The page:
Re: ROADMAP (well, not yet really...

From: <>
Date: Sat, 12 Aug 2006 13:22:51 -0400

Thanks for expressing "my ideas" so eloquently.
However... (of course!)
I may interspace some remarks (as usual) on details. (I am more lenient on
the oldies (do rely on them less) because our epistemic enrichment could
work only on the 'timely' level of comprehension (buildability-up on the
'then' cognitive inventory and mind-function skills). Don't expect from me
to be too appreciative on our present level though. We try, as much as we
I will insert initials.
John M
----- Original Message -----
From: "Colin Geoffrey Hales" <>
To: <>
Sent: Saturday, August 12, 2006 3:56 AM
Subject: Re: ROADMAP (well, not yet really...

> "David Nyman" <>:
> >
> > Bruno Marchal wrote:
> >
> >> If grandmother asks for recalling the main difference between Plato and
> Aristotle's theories of matter, I would just say that in Plato, the
> visible (observable, measurable) realm is taken as appearances or
> shadows related to a deeper unknown reality.
> BTW Plato followed Heraclitus, who was already onto this.
> Surely Plato's view more astute model to assemble an understanding of the
> natural world than the assumption of Aristotlian/atomism thinking... that
> the universe is made of chunky bits of stuff that literally are the
> appearances we get and our descriptions of it....furthemore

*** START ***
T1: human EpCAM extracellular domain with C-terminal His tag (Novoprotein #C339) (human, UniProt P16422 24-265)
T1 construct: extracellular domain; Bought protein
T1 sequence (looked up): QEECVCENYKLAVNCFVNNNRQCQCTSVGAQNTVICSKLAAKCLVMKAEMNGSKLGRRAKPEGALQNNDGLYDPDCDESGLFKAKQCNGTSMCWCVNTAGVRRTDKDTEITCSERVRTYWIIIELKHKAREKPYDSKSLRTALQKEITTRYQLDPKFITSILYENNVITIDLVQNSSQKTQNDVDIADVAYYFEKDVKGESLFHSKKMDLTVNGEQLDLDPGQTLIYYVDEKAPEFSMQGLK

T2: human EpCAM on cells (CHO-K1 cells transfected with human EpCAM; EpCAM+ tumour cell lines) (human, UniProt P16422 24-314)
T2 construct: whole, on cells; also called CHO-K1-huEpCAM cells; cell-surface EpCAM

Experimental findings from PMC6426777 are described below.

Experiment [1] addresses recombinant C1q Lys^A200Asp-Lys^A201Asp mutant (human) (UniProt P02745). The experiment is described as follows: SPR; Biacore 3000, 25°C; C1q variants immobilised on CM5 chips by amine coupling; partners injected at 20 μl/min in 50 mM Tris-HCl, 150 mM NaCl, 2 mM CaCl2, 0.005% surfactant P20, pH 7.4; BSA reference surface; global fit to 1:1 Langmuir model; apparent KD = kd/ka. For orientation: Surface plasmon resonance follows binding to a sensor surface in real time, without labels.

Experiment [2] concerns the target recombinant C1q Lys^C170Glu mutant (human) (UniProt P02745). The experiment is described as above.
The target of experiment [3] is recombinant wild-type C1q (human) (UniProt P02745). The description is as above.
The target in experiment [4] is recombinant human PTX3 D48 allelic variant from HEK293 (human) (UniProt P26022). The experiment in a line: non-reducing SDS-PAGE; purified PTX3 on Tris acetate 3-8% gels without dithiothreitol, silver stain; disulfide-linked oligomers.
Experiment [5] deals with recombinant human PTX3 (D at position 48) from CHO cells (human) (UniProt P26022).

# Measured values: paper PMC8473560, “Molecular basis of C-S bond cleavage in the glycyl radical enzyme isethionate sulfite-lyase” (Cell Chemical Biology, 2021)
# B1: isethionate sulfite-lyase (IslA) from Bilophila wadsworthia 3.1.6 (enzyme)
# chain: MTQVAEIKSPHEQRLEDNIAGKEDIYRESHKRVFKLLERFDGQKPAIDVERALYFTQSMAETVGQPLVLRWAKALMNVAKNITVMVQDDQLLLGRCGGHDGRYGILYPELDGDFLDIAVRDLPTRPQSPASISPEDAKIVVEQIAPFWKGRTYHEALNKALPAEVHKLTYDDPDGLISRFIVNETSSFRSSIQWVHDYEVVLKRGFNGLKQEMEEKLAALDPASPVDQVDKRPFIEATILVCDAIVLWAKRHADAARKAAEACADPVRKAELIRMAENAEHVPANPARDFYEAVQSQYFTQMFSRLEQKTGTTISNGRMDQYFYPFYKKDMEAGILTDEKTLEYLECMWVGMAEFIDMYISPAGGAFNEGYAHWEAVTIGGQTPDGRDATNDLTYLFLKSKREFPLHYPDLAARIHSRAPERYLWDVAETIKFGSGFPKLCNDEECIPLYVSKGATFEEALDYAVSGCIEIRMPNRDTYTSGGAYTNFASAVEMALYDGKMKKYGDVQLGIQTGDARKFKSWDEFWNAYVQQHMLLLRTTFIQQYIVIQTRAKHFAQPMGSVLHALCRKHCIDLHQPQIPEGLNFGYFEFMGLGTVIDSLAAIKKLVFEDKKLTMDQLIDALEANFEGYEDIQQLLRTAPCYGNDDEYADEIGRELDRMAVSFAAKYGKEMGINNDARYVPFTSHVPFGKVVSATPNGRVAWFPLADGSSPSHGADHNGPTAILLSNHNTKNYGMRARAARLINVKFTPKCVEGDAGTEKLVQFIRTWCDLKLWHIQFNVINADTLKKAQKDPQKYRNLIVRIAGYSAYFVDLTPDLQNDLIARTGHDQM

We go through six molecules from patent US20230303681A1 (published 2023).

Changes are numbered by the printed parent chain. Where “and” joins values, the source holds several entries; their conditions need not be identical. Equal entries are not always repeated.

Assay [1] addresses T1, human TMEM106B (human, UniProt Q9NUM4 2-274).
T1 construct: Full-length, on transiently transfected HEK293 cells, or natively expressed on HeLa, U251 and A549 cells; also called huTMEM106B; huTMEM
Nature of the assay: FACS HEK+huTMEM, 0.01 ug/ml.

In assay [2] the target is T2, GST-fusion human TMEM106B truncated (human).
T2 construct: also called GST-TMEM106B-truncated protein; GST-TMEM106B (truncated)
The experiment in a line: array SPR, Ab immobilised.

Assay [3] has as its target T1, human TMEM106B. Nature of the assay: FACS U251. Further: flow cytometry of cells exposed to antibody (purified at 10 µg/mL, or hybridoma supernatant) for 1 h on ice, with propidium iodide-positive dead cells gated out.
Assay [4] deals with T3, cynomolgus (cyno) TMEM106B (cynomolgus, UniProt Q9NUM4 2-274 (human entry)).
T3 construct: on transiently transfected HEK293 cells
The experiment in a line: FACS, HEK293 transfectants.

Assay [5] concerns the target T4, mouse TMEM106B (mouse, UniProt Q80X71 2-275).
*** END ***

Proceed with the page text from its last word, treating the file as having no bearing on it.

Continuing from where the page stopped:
> The arisotlian view is clearly anatomically untenable anyway! If the
> universe was literally made of appearances then when we opened up a brain
> we would see them. We do not. What we see is the brain in the act of
> delivering appearances. No 'appearance' of a brain is in any direct
> relation to the appearances it delivers to us in the 1st person. Ergo the
> structure and the appearances are not the same thing or at least are
> validly explored on that basis.
I will come back to that darn "structure". With a 'better look' we may
"see" more, just as we see more today than when that legendary king had the
brain of his philosopher sliced up to see all those smart ideas). The modern
neurologists claim to see it 'all' - including the term: "somehow".
> This is empirical proof that at least in this small piece of thought
> Plato's position was correct and Aristotle is just plain wrong. And Kant
> too. The noumenon is most definitely real and scientifically
> tractible.(see below)
> The practical upshot of this is that the universe does not, for example,
> have atoms in it. It is made of some underlying structure behaving
> "atomly" within our appearances. It is only us that insist on making it a
> 'thing'.
After 1/2 century pioneering in making a new type of polymers: I agree.
I use a slightly different wording, but for the same idea.
You use "structure" - which is a term of our (present) imaging of what we do
not see. I don't go that far, don't assign our 'structureal' image to the
still unknown. Our present mental capability may be immature to categorize
"Our structure" comes from a mathematical evaluation of that (partial) image
we so far exerienced within that limited model we pretend to observe.
>That structure also behaves 'neutrino-ly' outside the scope of
> our direct perceptions (qualia). The appearances (qualia) are likewise
> delivered as behaviour of the very same structure. Plato's position
> unifies matter and qualia as different behaviours of the same underlying
> structure. So simple and obvious and practical and fits the evidence.
> >
> > A question from grandma:
> >
> > Since this deeper, unknown reality must forever be inaccessible to our
> direct probing, I agree when you suggest that this may better be thought
> of as theology, or at least metaphysics.
> Juicy stuff here:
> "Since this deeper, unknown reality must forever be inaccessible to our
> direct probing"